From a server point of view, I think a raspberry pi build that scripted most of the setup, is an achievable goal. Not an easy one, but doable.

Sadly, even if you made it super easy, most folks would stick with the big names. Still, it could be nice to start a little community of self hosted sites...

> From a server point of view, I think a raspberry pi build that scripted most of the setup, is an achievable goal. Not an easy one, but doable.

Yes! I'm thinking something like standardizing Docker deployments with nginx-proxy[0] (which takes care of automatic Let's Encrypt certificates, it Just Works™[1]). If everyone shipped a docker-compose.yml tailored to nginx-proxy this would make it very easy for anyone to deploy stuff on their home server.

Then you'd need a standardized interactive install script that asks for things like hostname, email details, whatever else needed in .env (or whatever config). Perhaps a good ol' Makefile?

  make setup      # interactive install
  make up         # run docker-compose up -d
  make down       # run docker-compose down
  make uninstall  # uninstall, plus clean up volumes and images
People would just need to learn how to (after installing Docker, which is trivial) git clone a repo and then run those commands and go to the URL and finish the setup (if relevant).

[0] https://github.com/nginx-proxy/nginx-proxy

[1] This is how I deploy all my Docker stuff, it usually takes from 1-5 minutes to modify docker-compose.yml to fit

in most cases, the answer is “it’s a pain in the ass because of the huge stack of poorly written software full of security holes you need to open a TCP port and send HTTP”

I do all those things now, and so do many other people. There is a parallel universe just like this. It’s here now, and has a large and happy population. Not a pain in the ass, but a pleasure.

> It’s here now, and has a large and happy population.

Happy maybe, but large no.

Of course there's issues, that's why it didn't happen!

But solutions do exist: open-source focusing on UI, standardisation, free static IPs, more open operating systems, etc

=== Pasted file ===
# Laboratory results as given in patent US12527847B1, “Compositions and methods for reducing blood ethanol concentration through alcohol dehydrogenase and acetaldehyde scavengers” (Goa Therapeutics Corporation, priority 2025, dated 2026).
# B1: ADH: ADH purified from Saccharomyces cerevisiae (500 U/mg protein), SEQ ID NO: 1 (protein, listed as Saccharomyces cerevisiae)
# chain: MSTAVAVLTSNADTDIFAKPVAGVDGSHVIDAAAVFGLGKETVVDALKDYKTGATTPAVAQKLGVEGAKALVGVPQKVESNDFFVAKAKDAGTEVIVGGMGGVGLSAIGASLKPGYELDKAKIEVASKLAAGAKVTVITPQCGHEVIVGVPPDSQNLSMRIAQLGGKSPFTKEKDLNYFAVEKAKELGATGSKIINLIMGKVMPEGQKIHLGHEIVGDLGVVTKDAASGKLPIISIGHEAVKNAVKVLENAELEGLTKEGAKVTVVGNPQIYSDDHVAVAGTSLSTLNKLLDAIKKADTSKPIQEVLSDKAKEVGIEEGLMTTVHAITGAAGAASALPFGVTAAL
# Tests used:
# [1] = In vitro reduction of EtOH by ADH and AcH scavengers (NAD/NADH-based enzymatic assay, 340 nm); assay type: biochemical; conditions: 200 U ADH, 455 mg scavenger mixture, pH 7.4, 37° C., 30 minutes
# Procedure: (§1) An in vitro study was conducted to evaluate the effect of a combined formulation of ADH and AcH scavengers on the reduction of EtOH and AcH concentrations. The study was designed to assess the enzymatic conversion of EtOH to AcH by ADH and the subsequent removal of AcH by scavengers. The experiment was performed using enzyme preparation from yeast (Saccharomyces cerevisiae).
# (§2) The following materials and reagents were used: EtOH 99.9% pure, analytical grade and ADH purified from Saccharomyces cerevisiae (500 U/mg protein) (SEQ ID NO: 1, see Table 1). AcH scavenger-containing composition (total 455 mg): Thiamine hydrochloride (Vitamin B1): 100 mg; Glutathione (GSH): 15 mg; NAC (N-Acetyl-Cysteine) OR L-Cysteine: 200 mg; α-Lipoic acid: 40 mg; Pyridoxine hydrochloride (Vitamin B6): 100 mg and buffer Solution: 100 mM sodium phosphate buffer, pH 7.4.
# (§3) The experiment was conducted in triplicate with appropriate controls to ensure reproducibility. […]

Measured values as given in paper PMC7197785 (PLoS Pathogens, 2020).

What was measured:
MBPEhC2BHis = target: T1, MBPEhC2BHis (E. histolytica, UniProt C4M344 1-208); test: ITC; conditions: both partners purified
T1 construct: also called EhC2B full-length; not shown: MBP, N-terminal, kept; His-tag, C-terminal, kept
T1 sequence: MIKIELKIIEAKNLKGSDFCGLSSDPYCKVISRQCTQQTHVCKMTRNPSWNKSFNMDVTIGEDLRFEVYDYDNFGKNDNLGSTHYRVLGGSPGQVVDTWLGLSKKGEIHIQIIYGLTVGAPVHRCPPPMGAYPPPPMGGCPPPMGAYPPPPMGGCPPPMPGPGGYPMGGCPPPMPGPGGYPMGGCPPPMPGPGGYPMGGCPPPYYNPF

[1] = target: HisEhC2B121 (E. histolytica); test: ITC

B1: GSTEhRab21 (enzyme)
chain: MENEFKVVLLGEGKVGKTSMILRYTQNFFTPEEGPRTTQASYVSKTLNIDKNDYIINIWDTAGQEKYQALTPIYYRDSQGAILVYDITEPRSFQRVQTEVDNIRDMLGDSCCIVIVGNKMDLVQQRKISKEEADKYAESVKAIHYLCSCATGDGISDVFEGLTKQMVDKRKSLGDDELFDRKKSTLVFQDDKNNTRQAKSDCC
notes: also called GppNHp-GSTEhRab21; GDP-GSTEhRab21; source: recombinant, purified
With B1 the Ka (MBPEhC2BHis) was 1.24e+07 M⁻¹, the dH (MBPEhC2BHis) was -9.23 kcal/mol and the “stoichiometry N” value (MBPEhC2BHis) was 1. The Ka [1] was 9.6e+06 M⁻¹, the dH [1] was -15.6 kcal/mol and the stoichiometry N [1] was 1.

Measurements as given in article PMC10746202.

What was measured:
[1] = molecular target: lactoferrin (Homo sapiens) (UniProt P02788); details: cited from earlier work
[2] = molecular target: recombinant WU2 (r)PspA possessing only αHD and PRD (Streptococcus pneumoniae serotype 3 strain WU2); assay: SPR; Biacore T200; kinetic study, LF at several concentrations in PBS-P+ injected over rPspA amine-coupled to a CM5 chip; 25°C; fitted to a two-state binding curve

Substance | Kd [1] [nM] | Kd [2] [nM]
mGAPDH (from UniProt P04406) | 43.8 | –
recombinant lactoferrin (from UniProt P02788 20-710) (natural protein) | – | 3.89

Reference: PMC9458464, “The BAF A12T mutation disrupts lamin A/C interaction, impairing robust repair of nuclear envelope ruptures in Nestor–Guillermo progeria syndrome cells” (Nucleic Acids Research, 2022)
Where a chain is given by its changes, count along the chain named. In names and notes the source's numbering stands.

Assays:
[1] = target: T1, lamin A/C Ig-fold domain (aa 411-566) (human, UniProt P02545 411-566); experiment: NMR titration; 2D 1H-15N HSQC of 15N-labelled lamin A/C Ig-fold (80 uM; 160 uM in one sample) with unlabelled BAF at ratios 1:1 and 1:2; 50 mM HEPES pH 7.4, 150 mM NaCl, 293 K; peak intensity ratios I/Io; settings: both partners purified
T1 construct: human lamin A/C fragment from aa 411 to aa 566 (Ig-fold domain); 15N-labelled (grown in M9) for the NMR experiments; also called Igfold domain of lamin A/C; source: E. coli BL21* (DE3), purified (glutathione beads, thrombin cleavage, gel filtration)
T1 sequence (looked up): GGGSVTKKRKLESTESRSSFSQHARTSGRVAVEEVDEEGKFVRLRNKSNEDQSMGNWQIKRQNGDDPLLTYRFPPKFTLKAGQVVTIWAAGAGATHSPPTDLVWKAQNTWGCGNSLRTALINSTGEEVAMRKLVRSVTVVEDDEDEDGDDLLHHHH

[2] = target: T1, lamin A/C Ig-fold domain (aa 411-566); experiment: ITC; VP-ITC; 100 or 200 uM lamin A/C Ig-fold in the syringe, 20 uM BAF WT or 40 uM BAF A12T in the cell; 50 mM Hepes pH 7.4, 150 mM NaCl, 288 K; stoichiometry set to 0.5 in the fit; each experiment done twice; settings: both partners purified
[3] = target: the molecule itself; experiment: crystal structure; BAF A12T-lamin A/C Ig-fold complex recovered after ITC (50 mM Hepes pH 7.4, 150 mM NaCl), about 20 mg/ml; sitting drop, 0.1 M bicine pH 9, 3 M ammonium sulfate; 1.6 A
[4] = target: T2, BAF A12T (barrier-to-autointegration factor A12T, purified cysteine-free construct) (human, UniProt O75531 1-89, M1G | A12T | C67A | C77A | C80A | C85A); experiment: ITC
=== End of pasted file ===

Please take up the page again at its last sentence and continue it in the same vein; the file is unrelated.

You're completely misunderstanding what I'm saying. The people/product problems are far larger than the technical problems.

Why would people ever want to manage all of those things? A large part of the value proposition of Gmail and Facebook is that they are easy to use.

Also, this: https://twitter.com/nikitabier/status/1369098642171162625

People are larger than the technical problems indeed, but I think that would have been a good thing in the "self hosting" world the parent commenter desired. People willing to put in the proper energy are likely those worthwhile to listen to. With the "easy to use" nature you pointed out, it has brought everyone and their dog to the thunderdome babbling their nonsense daily.

I have no use for Facebook, and Gmail is not easy to use because it doesn’t do what I want. I need real email.

That last part is only true if the fundamental feature set meets some minimum requirement for whatever they're trying to do. All these companies competing on polish have confused the issue (perhaps because meeting that minimum is often quite easy).

I entirely agree. But OSS maintainers could have product vision too. We just need the right incentives, like better business models.

It didn't happen because the masses of people absolutely do not want to do it. That will never change. This is why decentralized thing will rarely do anything other than fail.